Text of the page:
09 December 2016

The (First) Return of the Omega Men

DC's Omega Men has got a lot of press over the last year thanks to its revival by Tom King and Barnaby Bagenda, and I look forward to reading it, hopefully soon. But what many people forget is that after its original 1983-86 run by Roger Silfer, Keith Giffen, Tod Smith, Doug Moench, Todd Klein, and Shawn McManus, it was revived for a six-issue miniseries in 2005-06. (It has not been collected by DC. Given that a solicited collection of the beginning of the original Omega Men run was cancelled, I must imagine this incarnation will never ever be collected.) I assume this was commissioned because Adam Strange: Planet Heist had just shown the Omega Men at their coolest for the first time in twenty years.

The original Omega Men was about fighting a revolution (against the barbaric Citadel), and then it became, ambitiously, about what you do after winning a revolution-- though the writers turned out to not be really up to the task of making the new premise work. When Todd Klein took over, he had the Vega system be reconquered, this time by the mysterious Spider Guild. The series ended with the Omegans creating a refuge from the Spider Guild, but most of Vega still under their control. The Omega Men's reappearances in Invasion!, Blasters, Starman, Planet Heist, and the like have made it clear that Vega is still under the control of the Spider Guild, and so, despite years of losses (only three of the Omega Men in this miniseries were also in the original Omega Men #1), the Omega Men fight on.

The focus of Andersen Gabrych and Henry Flint's revival isn't really on liberating Vega, however. The Omega Men have discovered the Spider Emperor has accessed an object of enormous power-- much as their own Ryand'r has-- and have come to Earth to find out what's going on. So has Vril Dox of L.E.G.I.O.N. There are in fact four Heartstones, coveted by Lady Styx, a villain introduced in 52 who has occasionally bedeviled the space heroes in various titles.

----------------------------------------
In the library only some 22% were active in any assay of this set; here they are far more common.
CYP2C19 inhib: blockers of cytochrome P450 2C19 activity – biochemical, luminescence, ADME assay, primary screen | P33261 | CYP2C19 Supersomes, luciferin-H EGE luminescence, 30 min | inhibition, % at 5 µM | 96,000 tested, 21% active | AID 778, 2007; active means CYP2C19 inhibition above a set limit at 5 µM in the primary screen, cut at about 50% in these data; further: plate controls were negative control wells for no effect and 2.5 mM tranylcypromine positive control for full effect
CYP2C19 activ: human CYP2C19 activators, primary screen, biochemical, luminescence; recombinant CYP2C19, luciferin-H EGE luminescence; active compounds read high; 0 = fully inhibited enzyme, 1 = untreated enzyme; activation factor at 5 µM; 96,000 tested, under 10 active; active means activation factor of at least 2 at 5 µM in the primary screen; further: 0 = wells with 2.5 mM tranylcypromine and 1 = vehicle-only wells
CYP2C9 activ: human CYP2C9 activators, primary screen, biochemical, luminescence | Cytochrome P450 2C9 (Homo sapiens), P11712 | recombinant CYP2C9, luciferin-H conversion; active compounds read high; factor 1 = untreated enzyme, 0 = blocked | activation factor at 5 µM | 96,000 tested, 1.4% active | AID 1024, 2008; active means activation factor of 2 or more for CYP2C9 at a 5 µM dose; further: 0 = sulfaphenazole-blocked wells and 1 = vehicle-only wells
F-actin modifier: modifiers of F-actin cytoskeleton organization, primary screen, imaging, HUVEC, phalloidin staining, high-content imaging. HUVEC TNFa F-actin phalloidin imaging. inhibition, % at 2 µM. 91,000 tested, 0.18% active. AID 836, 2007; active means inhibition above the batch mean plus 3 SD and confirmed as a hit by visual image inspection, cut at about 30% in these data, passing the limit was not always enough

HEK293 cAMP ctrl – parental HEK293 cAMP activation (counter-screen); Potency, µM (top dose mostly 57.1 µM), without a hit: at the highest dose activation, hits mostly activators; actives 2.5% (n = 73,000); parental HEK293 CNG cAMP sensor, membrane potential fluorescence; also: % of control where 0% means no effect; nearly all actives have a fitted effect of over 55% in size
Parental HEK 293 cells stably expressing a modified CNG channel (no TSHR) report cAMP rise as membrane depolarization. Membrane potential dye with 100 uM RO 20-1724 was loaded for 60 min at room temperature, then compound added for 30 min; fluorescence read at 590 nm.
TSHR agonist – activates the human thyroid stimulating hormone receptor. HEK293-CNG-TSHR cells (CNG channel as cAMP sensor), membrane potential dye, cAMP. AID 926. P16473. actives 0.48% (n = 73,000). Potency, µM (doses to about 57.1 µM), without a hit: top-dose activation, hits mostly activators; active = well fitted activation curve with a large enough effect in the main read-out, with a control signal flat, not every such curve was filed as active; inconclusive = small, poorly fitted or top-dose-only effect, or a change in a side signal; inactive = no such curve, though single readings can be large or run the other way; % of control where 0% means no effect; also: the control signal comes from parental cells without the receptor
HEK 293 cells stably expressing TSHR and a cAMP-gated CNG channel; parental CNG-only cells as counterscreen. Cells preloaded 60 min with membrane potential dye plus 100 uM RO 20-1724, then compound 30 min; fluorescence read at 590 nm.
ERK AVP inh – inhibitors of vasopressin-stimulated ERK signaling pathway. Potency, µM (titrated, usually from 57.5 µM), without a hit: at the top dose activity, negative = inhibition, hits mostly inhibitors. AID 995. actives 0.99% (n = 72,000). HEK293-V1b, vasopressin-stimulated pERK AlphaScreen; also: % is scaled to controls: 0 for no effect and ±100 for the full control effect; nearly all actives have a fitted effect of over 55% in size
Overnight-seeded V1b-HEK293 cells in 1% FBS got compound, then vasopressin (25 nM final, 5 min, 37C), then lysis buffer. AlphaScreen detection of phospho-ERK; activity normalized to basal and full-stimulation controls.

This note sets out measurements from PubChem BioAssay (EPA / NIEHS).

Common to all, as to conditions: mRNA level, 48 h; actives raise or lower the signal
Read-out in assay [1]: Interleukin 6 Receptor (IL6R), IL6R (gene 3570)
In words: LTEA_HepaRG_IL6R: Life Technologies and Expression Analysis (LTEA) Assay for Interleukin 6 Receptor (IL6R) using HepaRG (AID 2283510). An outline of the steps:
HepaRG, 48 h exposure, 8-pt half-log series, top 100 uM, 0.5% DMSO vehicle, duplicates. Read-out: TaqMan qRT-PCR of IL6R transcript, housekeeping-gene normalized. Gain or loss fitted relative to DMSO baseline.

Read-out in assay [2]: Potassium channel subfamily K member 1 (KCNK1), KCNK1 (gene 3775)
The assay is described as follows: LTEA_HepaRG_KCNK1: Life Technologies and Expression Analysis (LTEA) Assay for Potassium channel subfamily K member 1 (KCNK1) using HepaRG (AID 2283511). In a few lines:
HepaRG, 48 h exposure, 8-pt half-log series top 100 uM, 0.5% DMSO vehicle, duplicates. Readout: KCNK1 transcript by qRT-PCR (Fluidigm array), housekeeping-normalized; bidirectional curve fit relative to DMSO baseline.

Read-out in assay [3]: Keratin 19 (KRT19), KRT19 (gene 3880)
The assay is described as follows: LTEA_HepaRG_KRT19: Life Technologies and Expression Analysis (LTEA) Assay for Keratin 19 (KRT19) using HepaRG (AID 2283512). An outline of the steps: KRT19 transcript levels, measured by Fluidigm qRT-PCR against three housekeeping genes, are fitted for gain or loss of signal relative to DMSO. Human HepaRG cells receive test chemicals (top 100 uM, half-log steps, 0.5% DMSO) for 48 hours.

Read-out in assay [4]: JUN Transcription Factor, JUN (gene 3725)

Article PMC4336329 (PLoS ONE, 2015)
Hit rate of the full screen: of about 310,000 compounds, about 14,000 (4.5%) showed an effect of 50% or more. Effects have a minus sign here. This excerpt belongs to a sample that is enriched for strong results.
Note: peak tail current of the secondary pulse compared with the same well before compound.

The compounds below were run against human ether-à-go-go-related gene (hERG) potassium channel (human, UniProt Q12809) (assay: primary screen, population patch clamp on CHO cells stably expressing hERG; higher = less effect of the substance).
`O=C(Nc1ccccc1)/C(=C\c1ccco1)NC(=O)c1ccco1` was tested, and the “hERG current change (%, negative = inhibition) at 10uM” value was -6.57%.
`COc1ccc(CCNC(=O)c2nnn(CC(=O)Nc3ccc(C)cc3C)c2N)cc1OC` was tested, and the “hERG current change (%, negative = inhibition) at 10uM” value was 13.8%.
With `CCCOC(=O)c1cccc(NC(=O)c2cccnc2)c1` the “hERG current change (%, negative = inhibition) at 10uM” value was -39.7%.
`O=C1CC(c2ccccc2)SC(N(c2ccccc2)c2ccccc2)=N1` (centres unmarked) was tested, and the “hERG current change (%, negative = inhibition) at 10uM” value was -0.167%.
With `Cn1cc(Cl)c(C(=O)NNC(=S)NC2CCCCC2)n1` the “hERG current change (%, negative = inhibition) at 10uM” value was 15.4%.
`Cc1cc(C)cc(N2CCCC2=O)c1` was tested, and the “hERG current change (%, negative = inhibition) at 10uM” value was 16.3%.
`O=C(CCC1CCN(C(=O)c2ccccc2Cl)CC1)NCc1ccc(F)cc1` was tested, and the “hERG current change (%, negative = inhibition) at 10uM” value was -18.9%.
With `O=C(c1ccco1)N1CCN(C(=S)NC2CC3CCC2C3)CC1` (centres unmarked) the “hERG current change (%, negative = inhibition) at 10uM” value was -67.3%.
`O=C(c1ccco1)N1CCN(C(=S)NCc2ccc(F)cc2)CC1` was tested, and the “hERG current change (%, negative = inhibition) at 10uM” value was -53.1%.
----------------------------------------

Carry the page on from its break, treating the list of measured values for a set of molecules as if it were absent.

Things get pretty cosmic pretty quickly, which is both the strength and weakness of this series. Flint's gigantic panels of enormous events are evocative, but it's sometimes difficult to make out what's actually happening in the midst of them. Gabrych provides the series with a real scope, but it's one so big that the Omega Men become mere accessories to its events. Tigorr gets a lot of focus: I like that he was confronted with all the dead Omegans from over the years (there are a lot), and I was pleasantly surprised to see his lover Felicity make a comeback. But beyond him, they don't get to shine very much, especially Broot, who's just muscle (Doc and Elu get to make jokes occasionally, at least). L.E.G.I.O.N.'s Vril Dox gets a good showing here-- basically too good a showing, as he gets a lot of the best lines, and makes too many of the important moves.

I haven't cared much for Lady Styx in many of her appearances; she often comes across, like so many comics villains, as a cut-rate Darkseid. But here I really liked her. Her creepy army of Darkstars, her being made up of the bodies of her adherents, the chanting and her emphasis on love all conspire to make her seem like a deep, genuine threat to the cosmos. This is the best she's ever been, I reckon, thanks to Gabrych and Flint.

This is an interesting comic, but an imperfect one. I don't think the cosmic threat plays to the strengths of Omega Men as a concept-- I want more sense of them as a band of misfits coming together against great odds, but here it feels like they spend most of their time standing around and watching. There are touches of greatness here, but the writing and the art are both too frequently too obscure.

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